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The Health Benefits Your Valentine's Day Chocolates May Offer

February 8, 2018

valentines day chocolatesIf you love to get a box of Valentine’s Day chocolates, you’re not alone. You may immediately think “This is not going to be good for my waistline.” But what you may not know is that box of sweet treats may provide your body some health benefits, too.

Chocolate comes from Cacao. The bean is chock-full of vitamins, minerals, and antioxidants. Numerous studies link the properties of the cacao bean to health benefits for your heart. It provides your body with many positive effects.

So, before you dig in, here are some of the possible health benefits you may get from that box of Valentine’s Day chocolates you got from your significant other.

Dark Chocolate Improves Heart Health

If your box of Valentine's Day chocolates is filled with dark chocolate, your honey had your heart health in mind. High-quality dark chocolate, made up of 70-85% cacao, helps protect against heart disease.

There is a growing body of studies finding the bioactive plant compounds found in cocoa beans, called polyphenols, improve the health of your blood vessels. The cocoa bean is also packed with plant nutrients called flavonoids. Flavonoids are also found in many fruits and provide your body a lot of benefits, including:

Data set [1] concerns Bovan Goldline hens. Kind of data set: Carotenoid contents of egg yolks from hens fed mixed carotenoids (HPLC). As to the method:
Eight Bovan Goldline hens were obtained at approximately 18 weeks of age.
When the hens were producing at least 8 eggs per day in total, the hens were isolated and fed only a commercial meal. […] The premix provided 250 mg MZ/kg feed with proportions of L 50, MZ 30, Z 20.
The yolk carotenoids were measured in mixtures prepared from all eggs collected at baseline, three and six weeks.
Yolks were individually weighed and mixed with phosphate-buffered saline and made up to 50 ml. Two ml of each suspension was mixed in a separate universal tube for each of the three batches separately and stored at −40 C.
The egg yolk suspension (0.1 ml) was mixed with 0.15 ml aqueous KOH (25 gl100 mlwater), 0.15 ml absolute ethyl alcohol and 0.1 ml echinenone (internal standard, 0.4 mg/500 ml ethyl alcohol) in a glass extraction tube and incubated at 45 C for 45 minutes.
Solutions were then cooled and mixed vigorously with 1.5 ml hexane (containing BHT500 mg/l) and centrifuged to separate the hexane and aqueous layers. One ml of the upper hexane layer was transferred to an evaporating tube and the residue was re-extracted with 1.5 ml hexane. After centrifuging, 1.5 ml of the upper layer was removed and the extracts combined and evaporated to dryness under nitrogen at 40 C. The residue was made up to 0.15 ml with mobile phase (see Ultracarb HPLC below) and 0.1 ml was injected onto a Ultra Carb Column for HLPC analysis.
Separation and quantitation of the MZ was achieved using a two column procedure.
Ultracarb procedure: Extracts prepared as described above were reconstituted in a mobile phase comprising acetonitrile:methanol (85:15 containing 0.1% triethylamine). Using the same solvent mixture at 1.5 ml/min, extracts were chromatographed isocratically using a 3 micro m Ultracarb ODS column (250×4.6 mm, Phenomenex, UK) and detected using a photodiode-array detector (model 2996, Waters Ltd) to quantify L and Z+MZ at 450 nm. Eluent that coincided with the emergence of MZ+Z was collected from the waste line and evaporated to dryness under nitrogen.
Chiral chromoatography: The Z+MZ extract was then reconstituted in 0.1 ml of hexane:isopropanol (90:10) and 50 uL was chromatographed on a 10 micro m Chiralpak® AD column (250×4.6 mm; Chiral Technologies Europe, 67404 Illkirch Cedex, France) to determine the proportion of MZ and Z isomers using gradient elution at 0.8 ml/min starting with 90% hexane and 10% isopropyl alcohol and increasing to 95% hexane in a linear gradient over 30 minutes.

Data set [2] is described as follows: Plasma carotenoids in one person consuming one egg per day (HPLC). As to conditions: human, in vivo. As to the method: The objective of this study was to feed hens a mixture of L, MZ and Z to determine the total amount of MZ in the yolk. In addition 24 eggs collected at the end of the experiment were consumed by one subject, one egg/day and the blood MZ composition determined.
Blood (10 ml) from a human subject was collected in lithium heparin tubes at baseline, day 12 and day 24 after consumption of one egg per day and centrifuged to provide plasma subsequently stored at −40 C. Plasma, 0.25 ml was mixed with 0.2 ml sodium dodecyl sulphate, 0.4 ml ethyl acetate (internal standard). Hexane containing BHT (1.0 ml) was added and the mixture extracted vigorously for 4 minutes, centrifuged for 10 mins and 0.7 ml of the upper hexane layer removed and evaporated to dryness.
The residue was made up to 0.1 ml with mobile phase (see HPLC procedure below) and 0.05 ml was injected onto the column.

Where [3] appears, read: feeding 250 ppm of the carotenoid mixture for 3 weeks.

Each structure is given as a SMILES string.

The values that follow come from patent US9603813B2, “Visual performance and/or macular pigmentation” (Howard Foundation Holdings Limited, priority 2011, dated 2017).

• Help repair damage
  • Provide antioxidants
  • Improve blood flow to the brain
  • Aids overall blood flow
  • Lowers blood pressure.

So, if you got a box of Valentine’s Day fruit dipped in dark chocolate—even better.

A recent study supports the case that moderate chocolate intake can even lower the risk of developing an irregular heartbeat. Researchers found people who ate one to three one ounce servings of chocolate per month developed a 10 percent lower rate of atrial fibrillation. Those who ate one serving per week had a 17 percent lower rate; and those who ate two to six servings per week had a 20 percent lower rate.

Another study found enriching dark chocolate with extra virgin olive oil may provide several heart-health benefits.

Chocolate May Improve Your Mood

One of the components found in dark chocolate is theobromine. This is the primary compound found in cocoa and chocolate and one of the causes for chocolate's mood-elevating effects. Theobromine is similar to caffeine, which is known as its sister chemical.

That means a little piece of chocolate may be able to lift your spirits on a particularly bad day.

Valentine’s Day Chocolates May Improve Brain Power

As we mentioned earlier, the compounds found in chocolate can improve blood flow to the brain. In fact, one study found a link between chocolate and a lower risk of stroke.

Another study found chocolate may also prevent memory decline. This is important as researchers look for ways to prevent Alzheimer’s Disease.

Cholesterol Lowering Power of Chocolate

Dark chocolate consumption contains compounds that raise your HDL, or “good’ cholesterol. A study in The Journal of Nutrition found a box of Valentine’s Day chocolates may also lower your LDL or “bad” cholesterol.

Researchers say the results of the studies do not open the door to eating excessive amounts of chocolate because the sugar and fat could lead to weight gain. But it appears, in moderation, chocolate does the body some good—especially dark chocolate.

So, if your significant other shows up to your door with a big box of Valentine’s Day chocolates, you don’t have to feel 100% guilty. You can take comfort in knowing there are some health benefits buried in all of that chocolatey goodness. And if you’re looking for more healthy eating tips, download our guide: “Five Ways to Eat Healthier” today.Free Download: Steps to Healthier Eating